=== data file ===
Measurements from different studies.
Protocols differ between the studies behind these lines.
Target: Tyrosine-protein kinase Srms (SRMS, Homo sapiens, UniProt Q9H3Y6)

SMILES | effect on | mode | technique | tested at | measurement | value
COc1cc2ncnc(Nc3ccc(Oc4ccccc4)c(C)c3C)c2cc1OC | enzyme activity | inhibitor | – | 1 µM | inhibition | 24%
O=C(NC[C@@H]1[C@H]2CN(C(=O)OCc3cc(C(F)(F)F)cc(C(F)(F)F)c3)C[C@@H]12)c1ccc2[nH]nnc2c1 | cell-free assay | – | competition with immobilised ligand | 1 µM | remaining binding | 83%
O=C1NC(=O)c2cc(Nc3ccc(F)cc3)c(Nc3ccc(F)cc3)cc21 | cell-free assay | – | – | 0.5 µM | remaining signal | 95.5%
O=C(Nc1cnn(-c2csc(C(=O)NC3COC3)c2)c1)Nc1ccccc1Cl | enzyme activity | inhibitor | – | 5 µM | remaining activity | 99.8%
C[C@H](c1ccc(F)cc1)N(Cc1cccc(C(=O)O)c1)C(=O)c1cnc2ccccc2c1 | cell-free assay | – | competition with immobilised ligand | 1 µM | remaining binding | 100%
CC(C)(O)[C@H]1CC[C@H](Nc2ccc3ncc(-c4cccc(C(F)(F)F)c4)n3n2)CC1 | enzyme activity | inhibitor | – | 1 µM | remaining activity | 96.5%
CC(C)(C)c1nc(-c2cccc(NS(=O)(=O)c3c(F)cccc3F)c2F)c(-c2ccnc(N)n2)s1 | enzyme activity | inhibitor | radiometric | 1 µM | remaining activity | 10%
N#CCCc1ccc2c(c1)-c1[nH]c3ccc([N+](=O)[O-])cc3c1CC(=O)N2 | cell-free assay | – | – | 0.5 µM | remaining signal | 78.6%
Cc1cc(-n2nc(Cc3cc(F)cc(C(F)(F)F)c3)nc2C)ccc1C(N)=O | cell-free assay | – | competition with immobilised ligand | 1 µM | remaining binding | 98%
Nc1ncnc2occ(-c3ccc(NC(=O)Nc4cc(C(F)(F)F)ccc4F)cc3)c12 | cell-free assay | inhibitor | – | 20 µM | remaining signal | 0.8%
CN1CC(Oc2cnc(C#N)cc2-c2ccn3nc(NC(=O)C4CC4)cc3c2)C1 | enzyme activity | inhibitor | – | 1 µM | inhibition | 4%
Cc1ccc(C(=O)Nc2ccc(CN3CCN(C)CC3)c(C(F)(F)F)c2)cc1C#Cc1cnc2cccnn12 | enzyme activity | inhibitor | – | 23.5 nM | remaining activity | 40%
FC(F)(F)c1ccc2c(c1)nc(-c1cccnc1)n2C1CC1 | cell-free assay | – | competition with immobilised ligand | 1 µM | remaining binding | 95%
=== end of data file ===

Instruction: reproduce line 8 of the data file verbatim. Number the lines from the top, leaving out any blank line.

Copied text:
O=C(Nc1cnn(-c2csc(C(=O)NC3COC3)c2)c1)Nc1ccccc1Cl | enzyme activity | inhibitor | – | 5 µM | remaining activity | 99.8%